Sandhill Cranes Arrived Early This Year, Study Concludes
Friday, September 28, 2012
Kachemak Crane Watch recently issued a report on Sandhill Crane activity in the Homer area during the 2012 season. Crane Watch says despite the late spring and near record winter snowfall, Homer’s Sandhill Cranes arrived slightly earlier than last year.
This year the first crane sighting was reported on April 11th. The first reported arrival date for 2011 was April 21st. By April 18th of this year a flock of more than 100 cranes was seen in the Beluga Slough area.
This past summer cranes frequented many of their usual spots like Morning Star Road, two miles out East End Road as well as another area 14 miles out East End. They were also seen on Diamond Ridge and West Hill roads, in the North Fork area and at Crane Watch headquarters at Inspiration Ridge Preserve on Skyline Drive.
This was the second year of a three year study on Sandhill Crane Nesting Ecology that will eventually include an online atlas and observation database. This year nesting crane pairs laid their eggs between May 5th and May 27th. Crane Watch reports 35 known pairs in the Homer/Anchor Point area, but that only 28 crane pairs are known to have nested in 2012. Of those, only 19 had a successful nest, meaning at least one egg hatched. Thirty-three crane babies, known as colts were born, while 39 colts hatched in 2011. The report says the lower reproductive success may be weather related, due to the heavy winter snowfall and relatively cool summer.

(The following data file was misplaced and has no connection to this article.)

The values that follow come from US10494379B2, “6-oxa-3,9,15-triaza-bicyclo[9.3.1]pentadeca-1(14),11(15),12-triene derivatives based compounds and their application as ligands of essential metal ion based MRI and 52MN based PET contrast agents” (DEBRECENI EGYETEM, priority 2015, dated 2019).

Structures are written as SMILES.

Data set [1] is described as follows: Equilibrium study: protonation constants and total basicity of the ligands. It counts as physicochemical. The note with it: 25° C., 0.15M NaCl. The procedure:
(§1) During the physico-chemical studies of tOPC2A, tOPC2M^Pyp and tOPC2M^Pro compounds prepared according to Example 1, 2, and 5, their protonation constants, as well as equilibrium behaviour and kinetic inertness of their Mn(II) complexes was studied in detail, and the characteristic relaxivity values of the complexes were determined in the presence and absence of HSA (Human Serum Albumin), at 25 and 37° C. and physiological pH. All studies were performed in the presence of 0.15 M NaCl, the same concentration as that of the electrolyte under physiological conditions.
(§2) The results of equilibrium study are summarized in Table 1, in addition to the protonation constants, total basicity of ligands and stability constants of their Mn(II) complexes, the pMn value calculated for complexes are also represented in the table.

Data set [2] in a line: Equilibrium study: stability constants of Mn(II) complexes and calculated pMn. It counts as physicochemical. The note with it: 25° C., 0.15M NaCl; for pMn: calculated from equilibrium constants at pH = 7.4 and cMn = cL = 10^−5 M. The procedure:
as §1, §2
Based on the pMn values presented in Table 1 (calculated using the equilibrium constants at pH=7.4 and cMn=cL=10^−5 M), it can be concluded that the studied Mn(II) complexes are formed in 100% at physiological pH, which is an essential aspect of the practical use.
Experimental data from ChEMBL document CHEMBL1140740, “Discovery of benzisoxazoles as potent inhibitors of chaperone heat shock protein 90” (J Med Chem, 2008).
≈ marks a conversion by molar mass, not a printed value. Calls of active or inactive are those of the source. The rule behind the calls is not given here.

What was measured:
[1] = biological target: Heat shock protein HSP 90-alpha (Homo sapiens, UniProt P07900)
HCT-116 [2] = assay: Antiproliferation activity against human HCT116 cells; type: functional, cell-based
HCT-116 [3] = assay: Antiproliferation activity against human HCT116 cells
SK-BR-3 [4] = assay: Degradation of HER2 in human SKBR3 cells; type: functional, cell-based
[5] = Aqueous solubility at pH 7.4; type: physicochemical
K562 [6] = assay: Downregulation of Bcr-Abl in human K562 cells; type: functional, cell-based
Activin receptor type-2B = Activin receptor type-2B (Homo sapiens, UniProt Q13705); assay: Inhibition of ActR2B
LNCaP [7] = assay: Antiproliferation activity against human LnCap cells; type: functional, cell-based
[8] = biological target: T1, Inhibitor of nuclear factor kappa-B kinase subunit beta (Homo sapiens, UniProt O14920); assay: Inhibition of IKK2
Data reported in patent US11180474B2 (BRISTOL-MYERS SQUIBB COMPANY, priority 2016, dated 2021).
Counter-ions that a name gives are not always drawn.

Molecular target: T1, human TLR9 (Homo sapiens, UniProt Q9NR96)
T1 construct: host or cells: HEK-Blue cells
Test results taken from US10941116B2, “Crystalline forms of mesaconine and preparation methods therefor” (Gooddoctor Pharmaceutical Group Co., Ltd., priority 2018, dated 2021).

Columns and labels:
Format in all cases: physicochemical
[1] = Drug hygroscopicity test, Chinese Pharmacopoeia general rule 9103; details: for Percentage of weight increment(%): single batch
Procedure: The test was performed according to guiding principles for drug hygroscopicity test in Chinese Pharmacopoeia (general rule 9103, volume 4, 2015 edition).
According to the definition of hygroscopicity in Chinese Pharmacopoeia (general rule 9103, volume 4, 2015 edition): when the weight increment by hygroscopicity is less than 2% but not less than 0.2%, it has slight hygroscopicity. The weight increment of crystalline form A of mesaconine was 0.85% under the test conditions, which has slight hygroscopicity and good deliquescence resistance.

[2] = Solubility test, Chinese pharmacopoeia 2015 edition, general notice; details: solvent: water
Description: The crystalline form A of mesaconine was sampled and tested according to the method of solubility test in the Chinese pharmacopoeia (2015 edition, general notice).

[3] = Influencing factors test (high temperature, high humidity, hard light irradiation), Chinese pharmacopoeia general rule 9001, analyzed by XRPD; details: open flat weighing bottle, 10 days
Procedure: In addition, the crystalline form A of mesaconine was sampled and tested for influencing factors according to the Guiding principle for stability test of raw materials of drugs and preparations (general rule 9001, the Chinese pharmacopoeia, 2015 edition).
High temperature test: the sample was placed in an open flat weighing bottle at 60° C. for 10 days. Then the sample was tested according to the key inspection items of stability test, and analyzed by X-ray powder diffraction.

On May 31st a mated crane died in one of Homer’s residential neighborhoods after being shot by someone using a bow and arrow. Troopers have not yet found the person who killed the crane according to the report. A citizen science project to assess the number of cranes in the area was done this summer, and it puts the total crane population estimate at 178.
Once again, migration took place on several different dates from early through mid-September, with the last report of a migrating flock received on September 17th. The cranes make a 2,400 mile trip down to central California where they spend the winter.